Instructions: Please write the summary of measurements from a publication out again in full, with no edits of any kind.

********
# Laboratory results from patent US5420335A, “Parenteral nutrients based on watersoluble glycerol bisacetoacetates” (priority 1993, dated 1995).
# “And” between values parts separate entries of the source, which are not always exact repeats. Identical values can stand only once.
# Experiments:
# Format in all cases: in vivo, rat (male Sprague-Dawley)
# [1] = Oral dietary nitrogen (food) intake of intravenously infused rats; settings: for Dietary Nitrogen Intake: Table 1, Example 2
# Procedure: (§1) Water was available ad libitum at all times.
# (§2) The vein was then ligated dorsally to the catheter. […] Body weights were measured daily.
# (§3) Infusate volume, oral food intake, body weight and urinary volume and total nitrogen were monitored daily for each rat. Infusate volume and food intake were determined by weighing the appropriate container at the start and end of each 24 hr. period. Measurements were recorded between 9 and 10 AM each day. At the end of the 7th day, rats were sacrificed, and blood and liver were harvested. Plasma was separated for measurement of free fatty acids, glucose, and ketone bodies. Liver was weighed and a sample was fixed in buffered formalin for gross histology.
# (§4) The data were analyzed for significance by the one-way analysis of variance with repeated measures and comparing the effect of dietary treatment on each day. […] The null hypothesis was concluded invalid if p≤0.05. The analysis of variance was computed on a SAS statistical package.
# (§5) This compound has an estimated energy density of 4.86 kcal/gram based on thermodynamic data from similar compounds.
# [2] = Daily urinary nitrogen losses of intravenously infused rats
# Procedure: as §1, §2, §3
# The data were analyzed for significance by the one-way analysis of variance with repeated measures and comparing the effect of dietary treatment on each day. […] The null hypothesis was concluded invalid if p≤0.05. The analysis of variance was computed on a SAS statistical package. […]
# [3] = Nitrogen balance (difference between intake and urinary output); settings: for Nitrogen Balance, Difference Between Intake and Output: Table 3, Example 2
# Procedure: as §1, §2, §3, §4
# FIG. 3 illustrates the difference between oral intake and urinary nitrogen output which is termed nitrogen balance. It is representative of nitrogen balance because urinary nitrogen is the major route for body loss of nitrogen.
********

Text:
# Laboratory results from patent US5420335A, “Parenteral nutrients based on watersoluble glycerol bisacetoacetates” (priority 1993, dated 1995).
# “And” between values parts separate entries of the source, which are not always exact repeats. Identical values can stand only once.
# Experiments:
# Format in all cases: in vivo, rat (male Sprague-Dawley)
# [1] = Oral dietary nitrogen (food) intake of intravenously infused rats; settings: for Dietary Nitrogen Intake: Table 1, Example 2
# Procedure: (§1) Water was available ad libitum at all times.
# (§2) The vein was then ligated dorsally to the catheter. […] Body weights were measured daily.
# (§3) Infusate volume, oral food intake, body weight and urinary volume and total nitrogen were monitored daily for each rat. Infusate volume and food intake were determined by weighing the appropriate container at the start and end of each 24 hr. period. Measurements were recorded between 9 and 10 AM each day. At the end of the 7th day, rats were sacrificed, and blood and liver were harvested. Plasma was separated for measurement of free fatty acids, glucose, and ketone bodies. Liver was weighed and a sample was fixed in buffered formalin for gross histology.
# (§4) The data were analyzed for significance by the one-way analysis of variance with repeated measures and comparing the effect of dietary treatment on each day. […] The null hypothesis was concluded invalid if p≤0.05. The analysis of variance was computed on a SAS statistical package.
# (§5) This compound has an estimated energy density of 4.86 kcal/gram based on thermodynamic data from similar compounds.
# [2] = Daily urinary nitrogen losses of intravenously infused rats
# Procedure: as §1, §2, §3
# The data were analyzed for significance by the one-way analysis of variance with repeated measures and comparing the effect of dietary treatment on each day. […] The null hypothesis was concluded invalid if p≤0.05. The analysis of variance was computed on a SAS statistical package. […]
# [3] = Nitrogen balance (difference between intake and urinary output); settings: for Nitrogen Balance, Difference Between Intake and Output: Table 3, Example 2
# Procedure: as §1, §2, §3, §4
# FIG. 3 illustrates the difference between oral intake and urinary nitrogen output which is termed nitrogen balance. It is representative of nitrogen balance because urinary nitrogen is the major route for body loss of nitrogen.